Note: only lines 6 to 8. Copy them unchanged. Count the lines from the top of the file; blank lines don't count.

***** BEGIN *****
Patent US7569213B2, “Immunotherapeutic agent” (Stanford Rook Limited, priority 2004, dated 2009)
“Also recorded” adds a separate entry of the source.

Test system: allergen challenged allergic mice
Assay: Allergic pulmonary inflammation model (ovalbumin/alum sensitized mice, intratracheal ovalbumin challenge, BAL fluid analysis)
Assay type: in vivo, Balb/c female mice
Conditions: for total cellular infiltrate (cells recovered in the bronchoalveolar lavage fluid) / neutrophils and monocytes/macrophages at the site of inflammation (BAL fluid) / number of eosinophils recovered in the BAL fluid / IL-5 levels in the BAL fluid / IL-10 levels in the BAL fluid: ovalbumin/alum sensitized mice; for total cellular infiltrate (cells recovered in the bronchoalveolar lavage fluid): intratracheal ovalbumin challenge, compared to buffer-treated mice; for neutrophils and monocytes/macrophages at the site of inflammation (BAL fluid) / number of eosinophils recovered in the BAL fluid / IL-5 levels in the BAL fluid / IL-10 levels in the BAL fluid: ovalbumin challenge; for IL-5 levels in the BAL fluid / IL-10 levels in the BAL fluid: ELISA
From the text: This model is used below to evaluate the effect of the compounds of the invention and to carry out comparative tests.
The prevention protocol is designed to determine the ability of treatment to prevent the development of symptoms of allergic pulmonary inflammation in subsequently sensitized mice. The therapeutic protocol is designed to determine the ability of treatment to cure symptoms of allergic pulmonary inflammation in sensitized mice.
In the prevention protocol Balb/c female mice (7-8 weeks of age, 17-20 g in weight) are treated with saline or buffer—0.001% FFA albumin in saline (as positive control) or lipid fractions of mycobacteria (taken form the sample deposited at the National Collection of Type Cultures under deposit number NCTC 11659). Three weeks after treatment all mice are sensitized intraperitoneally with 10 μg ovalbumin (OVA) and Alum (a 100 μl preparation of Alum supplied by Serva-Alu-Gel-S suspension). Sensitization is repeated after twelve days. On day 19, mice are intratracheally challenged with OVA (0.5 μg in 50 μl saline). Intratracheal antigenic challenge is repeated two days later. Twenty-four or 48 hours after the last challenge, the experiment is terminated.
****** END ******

Conditions: for total cellular infiltrate (cells recovered in the bronchoalveolar lavage fluid) / neutrophils and monocytes/macrophages at the site of inflammation (BAL fluid) / number of eosinophils recovered in the BAL fluid / IL-5 levels in the BAL fluid / IL-10 levels in the BAL fluid: ovalbumin/alum sensitized mice; for total cellular infiltrate (cells recovered in the bronchoalveolar lavage fluid): intratracheal ovalbumin challenge, compared to buffer-treated mice; for neutrophils and monocytes/macrophages at the site of inflammation (BAL fluid) / number of eosinophils recovered in the BAL fluid / IL-5 levels in the BAL fluid / IL-10 levels in the BAL fluid: ovalbumin challenge; for IL-5 levels in the BAL fluid / IL-10 levels in the BAL fluid: ELISA
From the text: This model is used below to evaluate the effect of the compounds of the invention and to carry out comparative tests.
The prevention protocol is designed to determine the ability of treatment to prevent the development of symptoms of allergic pulmonary inflammation in subsequently sensitized mice. The therapeutic protocol is designed to determine the ability of treatment to cure symptoms of allergic pulmonary inflammation in sensitized mice.